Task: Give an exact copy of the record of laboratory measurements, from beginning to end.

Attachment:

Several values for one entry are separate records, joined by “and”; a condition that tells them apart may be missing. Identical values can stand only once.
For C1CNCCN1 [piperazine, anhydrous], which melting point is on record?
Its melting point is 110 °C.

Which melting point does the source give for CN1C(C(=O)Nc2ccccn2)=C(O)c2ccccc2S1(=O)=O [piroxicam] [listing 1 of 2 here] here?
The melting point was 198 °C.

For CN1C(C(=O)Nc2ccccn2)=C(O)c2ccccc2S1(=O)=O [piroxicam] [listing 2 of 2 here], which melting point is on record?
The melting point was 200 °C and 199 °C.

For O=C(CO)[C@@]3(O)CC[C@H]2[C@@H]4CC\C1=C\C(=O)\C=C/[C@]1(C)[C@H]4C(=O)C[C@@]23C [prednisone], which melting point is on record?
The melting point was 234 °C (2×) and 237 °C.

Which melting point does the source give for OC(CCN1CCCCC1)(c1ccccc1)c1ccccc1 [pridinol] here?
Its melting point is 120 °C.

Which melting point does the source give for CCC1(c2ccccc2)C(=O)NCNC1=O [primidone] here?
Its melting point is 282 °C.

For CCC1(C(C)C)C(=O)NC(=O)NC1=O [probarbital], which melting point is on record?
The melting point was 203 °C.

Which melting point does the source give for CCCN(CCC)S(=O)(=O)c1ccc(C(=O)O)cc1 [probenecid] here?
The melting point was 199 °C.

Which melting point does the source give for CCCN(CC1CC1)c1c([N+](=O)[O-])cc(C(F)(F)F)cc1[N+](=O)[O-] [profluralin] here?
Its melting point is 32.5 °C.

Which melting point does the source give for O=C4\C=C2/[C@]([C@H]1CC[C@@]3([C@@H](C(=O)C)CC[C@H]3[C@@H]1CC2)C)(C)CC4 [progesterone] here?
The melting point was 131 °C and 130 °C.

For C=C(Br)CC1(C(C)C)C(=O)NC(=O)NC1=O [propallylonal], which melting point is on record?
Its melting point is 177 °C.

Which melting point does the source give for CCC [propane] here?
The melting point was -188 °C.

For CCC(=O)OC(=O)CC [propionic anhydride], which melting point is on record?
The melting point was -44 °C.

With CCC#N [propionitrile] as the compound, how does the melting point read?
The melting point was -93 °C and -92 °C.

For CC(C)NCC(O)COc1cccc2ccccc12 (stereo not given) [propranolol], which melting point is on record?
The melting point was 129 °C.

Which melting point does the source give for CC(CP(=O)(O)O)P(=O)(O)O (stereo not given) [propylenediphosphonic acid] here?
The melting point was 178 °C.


Several values for one entry are separate records, joined by “and”; a condition that tells them apart may be missing. Identical values can stand only once.
For C1CNCCN1 [piperazine, anhydrous], which melting point is on record?
Its melting point is 110 °C.

Which melting point does the source give for CN1C(C(=O)Nc2ccccn2)=C(O)c2ccccc2S1(=O)=O [piroxicam] [listing 1 of 2 here] here?
The melting point was 198 °C.

For CN1C(C(=O)Nc2ccccn2)=C(O)c2ccccc2S1(=O)=O [piroxicam] [listing 2 of 2 here], which melting point is on record?
The melting point was 200 °C and 199 °C.

For O=C(CO)[C@@]3(O)CC[C@H]2[C@@H]4CC\C1=C\C(=O)\C=C/[C@]1(C)[C@H]4C(=O)C[C@@]23C [prednisone], which melting point is on record?
The melting point was 234 °C (2×) and 237 °C.

Which melting point does the source give for OC(CCN1CCCCC1)(c1ccccc1)c1ccccc1 [pridinol] here?
Its melting point is 120 °C.

Which melting point does the source give for CCC1(c2ccccc2)C(=O)NCNC1=O [primidone] here?
Its melting point is 282 °C.

For CCC1(C(C)C)C(=O)NC(=O)NC1=O [probarbital], which melting point is on record?
The melting point was 203 °C.

Which melting point does the source give for CCCN(CCC)S(=O)(=O)c1ccc(C(=O)O)cc1 [probenecid] here?
The melting point was 199 °C.

Which melting point does the source give for CCCN(CC1CC1)c1c([N+](=O)[O-])cc(C(F)(F)F)cc1[N+](=O)[O-] [profluralin] here?
Its melting point is 32.5 °C.

Which melting point does the source give for O=C4\C=C2/[C@]([C@H]1CC[C@@]3([C@@H](C(=O)C)CC[C@H]3[C@@H]1CC2)C)(C)CC4 [progesterone] here?
The melting point was 131 °C and 130 °C.

For C=C(Br)CC1(C(C)C)C(=O)NC(=O)NC1=O [propallylonal], which melting point is on record?
Its melting point is 177 °C.

Which melting point does the source give for CCC [propane] here?
The melting point was -188 °C.

For CCC(=O)OC(=O)CC [propionic anhydride], which melting point is on record?
The melting point was -44 °C.

With CCC#N [propionitrile] as the compound, how does the melting point read?
The melting point was -93 °C and -92 °C.

For CC(C)NCC(O)COc1cccc2ccccc12 (stereo not given) [propranolol], which melting point is on record?
The melting point was 129 °C.

Which melting point does the source give for CC(CP(=O)(O)O)P(=O)(O)O (stereo not given) [propylenediphosphonic acid] here?
The melting point was 178 °C.